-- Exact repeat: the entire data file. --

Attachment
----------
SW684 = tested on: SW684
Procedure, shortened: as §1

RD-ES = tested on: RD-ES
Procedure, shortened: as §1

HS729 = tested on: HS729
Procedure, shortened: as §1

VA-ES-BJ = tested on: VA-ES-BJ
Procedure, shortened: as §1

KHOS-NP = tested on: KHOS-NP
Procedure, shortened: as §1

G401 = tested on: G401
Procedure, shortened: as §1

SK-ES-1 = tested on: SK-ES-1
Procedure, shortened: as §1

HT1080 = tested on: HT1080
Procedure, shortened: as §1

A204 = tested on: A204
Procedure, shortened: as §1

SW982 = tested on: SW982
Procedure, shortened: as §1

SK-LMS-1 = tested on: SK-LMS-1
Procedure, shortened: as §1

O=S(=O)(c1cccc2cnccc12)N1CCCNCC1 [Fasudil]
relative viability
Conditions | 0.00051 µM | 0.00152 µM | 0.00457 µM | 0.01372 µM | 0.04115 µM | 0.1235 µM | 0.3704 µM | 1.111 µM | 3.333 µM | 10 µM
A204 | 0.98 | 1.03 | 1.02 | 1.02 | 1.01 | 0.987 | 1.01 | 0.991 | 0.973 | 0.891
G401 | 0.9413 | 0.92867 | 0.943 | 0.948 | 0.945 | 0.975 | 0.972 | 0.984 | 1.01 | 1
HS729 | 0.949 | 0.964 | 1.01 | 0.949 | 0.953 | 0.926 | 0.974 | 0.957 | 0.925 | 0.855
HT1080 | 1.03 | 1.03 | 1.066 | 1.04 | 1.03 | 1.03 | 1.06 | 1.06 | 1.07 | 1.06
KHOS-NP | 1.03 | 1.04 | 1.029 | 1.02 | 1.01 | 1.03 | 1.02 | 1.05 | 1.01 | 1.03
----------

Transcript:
SW684 = tested on: SW684
Procedure, shortened: as §1

RD-ES = tested on: RD-ES
Procedure, shortened: as §1

HS729 = tested on: HS729
Procedure, shortened: as §1

VA-ES-BJ = tested on: VA-ES-BJ
Procedure, shortened: as §1

KHOS-NP = tested on: KHOS-NP
Procedure, shortened: as §1

G401 = tested on: G401
Procedure, shortened: as §1

SK-ES-1 = tested on: SK-ES-1
Procedure, shortened: as §1

HT1080 = tested on: HT1080
Procedure, shortened: as §1

A204 = tested on: A204
Procedure, shortened: as §1

SW982 = tested on: SW982
Procedure, shortened: as §1

SK-LMS-1 = tested on: SK-LMS-1
Procedure, shortened: as §1

O=S(=O)(c1cccc2cnccc12)N1CCCNCC1 [Fasudil]
relative viability
Conditions | 0.00051 µM | 0.00152 µM | 0.00457 µM | 0.01372 µM | 0.04115 µM | 0.1235 µM | 0.3704 µM | 1.111 µM | 3.333 µM | 10 µM
A204 | 0.98 | 1.03 | 1.02 | 1.02 | 1.01 | 0.987 | 1.01 | 0.991 | 0.973 | 0.891
G401 | 0.9413 | 0.92867 | 0.943 | 0.948 | 0.945 | 0.975 | 0.972 | 0.984 | 1.01 | 1
HS729 | 0.949 | 0.964 | 1.01 | 0.949 | 0.953 | 0.926 | 0.974 | 0.957 | 0.925 | 0.855
HT1080 | 1.03 | 1.03 | 1.066 | 1.04 | 1.03 | 1.03 | 1.06 | 1.06 | 1.07 | 1.06
KHOS-NP | 1.03 | 1.04 | 1.029 | 1.02 | 1.01 | 1.03 | 1.02 | 1.05 | 1.01 | 1.03